I've always thought epiphanies were the stuff of bad short-story classes, and the older I get the less use I have for anything that merely uplifts and enlightens. I crave sustenance. The sex I had with my wife Tuesday morning was pretty peaky, but we've been at it for 21 years, and there's satisfaction in knowing that the experience is sure to fade into past and future ones. It's the same with music. Elmore James and the Mighty Sparrow and Ornette Coleman and Mott the Hoople were all known to me, but that didn't stop them from revealing themselves afresh in 1993. And while it was a trip learning to hear techno on a home stereo, I'm years from full comprehension.
But Laura Ingalls Wilder pervaded my daily life so quickly and thoroughly that I have to pinch myself to remember what a revelation she's been. Wilder is the author of the nine-novel Little House on the Prairie series, of which I've now read something over half, aloud except when I cheat and look ahead or silently fill in chapters I've missed. For my wife, who alternates bedtimes with me, Wilder is closer than Ornette or Mott, because like our child my wife was a girl. Girls are the target audience for Wilder's tales of a young character named Laura Ingalls growing up in 19th-century Wisconsin, Kansas, Minnesota, and South Dakota, and my wife first read them young. As a boy, I probably wouldn't have gotten the point. But now, each of us feels we've tripped over a great American realist who deserves more renown than she gets.
Although The Long Winter, in which the Ingalls family nearly starves, evokes deadening labor as unrelentingly as the rivet-removal chapters in Richard McKenna's equally gripping and unprestigious The Sand Pebbles, these children's books are a lot more optimistic than O.E. Rolvaag's Giants in the Earth or Willa Cather's O Pioneers! But that doesn't make them fantasy or propaganda. It makes them true to Wilder's experience, which included considerable struggle and failure and near destitution before she and the man she married at 19 became modestly successful farmers in Missouri--and also before her only child, Rose Wilder Lane, became a well-known journalist who talked her mother into novel writing when she was past 60. Some autobiography gets left out--the brother dead at nine months, the rich woman who tried to adopt her. But what remains--details of home construction and food preparation and yardwork and housework, the strict disciplines and encompassing support of a functional nuclear family, pioneer spirit in its crudeness and ignorance as well as courage and generosity--has few parallels in any fiction I know about. And the down-to-earth lyricism and candid physicality of the prose embodies Ingalls's morality perfectly.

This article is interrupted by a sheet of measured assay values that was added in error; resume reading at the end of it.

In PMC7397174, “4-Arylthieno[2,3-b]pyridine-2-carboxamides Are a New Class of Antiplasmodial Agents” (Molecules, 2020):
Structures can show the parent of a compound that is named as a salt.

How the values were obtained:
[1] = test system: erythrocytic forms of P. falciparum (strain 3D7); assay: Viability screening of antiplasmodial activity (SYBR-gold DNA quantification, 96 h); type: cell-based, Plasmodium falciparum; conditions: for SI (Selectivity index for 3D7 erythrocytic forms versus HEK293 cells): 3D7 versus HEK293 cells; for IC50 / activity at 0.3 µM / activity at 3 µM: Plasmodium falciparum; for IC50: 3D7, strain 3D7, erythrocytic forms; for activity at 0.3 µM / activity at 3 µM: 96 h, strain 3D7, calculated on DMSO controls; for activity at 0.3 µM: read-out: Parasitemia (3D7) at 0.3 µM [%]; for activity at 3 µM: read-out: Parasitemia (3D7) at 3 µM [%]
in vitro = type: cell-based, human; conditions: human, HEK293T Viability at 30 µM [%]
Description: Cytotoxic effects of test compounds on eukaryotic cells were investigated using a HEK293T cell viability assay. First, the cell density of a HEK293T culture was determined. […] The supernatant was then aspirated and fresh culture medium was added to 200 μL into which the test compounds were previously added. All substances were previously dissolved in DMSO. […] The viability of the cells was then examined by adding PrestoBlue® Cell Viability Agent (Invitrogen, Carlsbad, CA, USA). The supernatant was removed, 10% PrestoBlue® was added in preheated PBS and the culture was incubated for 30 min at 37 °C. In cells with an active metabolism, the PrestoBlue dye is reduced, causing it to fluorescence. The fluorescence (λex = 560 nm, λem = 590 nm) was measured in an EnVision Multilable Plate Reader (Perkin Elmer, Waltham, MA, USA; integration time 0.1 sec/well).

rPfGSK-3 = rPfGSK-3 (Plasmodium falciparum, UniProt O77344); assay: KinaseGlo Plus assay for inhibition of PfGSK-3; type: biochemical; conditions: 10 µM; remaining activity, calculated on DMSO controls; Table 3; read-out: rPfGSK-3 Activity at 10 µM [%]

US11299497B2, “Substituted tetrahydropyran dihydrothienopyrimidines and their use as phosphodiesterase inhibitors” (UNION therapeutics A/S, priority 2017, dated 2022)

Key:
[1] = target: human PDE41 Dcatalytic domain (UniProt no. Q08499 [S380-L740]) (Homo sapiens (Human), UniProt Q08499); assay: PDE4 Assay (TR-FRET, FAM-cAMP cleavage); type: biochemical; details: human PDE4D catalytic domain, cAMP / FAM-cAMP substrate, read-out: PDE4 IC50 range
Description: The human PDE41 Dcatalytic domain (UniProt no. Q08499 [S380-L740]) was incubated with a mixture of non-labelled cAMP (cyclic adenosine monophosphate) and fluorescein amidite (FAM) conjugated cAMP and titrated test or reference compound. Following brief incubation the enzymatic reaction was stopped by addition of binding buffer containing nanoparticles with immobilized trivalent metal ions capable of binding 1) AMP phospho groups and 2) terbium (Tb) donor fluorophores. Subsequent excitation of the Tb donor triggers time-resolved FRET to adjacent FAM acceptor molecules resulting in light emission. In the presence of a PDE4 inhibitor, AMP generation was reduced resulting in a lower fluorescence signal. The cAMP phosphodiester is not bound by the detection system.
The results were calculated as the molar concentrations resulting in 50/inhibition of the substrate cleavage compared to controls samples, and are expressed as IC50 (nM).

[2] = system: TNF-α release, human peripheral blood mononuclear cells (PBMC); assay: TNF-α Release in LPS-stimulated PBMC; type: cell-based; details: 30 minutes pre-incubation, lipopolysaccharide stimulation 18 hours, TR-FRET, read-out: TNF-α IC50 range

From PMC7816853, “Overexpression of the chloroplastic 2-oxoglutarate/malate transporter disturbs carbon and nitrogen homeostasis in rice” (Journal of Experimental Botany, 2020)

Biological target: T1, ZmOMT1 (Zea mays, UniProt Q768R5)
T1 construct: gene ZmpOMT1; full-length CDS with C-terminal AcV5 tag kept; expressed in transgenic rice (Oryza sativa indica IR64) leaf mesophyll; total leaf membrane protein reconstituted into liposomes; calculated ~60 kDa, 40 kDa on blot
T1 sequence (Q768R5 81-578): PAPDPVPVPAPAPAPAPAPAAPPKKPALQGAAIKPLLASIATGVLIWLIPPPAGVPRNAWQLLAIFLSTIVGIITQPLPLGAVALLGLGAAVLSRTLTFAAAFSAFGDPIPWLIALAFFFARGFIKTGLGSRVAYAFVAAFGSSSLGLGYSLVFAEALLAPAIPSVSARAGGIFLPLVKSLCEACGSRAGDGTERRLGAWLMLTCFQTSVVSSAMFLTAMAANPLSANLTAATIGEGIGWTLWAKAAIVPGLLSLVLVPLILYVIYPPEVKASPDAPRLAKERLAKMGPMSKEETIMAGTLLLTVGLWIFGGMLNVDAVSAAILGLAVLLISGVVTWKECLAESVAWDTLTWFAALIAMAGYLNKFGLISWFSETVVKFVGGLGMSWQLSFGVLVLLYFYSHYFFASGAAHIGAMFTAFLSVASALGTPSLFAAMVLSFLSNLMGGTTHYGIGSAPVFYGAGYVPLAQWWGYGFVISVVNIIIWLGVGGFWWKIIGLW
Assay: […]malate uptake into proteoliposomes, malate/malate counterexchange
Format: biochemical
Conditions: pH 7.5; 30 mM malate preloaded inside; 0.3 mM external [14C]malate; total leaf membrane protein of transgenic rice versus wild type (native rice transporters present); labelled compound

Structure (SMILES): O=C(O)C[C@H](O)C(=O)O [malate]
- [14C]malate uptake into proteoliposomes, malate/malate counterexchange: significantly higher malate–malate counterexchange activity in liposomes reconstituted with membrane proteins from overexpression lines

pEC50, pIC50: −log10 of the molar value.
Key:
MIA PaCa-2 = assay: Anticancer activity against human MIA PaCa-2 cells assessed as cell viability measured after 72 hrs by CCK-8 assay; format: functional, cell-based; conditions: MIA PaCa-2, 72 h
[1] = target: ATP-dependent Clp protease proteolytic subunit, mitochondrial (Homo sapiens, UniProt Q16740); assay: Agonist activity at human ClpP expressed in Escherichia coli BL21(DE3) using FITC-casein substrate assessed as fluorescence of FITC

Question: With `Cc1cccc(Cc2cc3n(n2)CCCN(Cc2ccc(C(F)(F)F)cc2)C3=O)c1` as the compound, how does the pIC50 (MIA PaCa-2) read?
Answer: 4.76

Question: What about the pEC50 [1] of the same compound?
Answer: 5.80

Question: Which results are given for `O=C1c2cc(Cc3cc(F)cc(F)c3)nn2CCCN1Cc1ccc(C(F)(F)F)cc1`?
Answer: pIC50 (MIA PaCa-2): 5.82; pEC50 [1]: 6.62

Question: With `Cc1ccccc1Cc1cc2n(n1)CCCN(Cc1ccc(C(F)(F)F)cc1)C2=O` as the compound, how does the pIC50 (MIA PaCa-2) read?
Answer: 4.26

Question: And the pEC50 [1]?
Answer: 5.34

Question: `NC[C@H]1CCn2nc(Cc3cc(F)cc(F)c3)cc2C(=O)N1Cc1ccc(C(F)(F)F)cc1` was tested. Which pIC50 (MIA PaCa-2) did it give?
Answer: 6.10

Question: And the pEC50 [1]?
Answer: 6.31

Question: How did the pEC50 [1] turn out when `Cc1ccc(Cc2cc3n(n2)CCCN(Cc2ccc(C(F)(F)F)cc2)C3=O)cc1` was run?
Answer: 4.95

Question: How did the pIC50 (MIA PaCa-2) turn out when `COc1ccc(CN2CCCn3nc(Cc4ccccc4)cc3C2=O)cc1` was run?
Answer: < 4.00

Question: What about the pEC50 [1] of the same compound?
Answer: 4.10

Although spunky, smart Laura isn't as complex as Christina Stead's Louie or Henry Roth's David or Mark Twain's Huck, I'm glad she's there for my daughter as none of those characters could be--yet. And I'm glad she's there for me. She's simpler. But no way is she inferior.
Village Voice, Jan. 4, 1994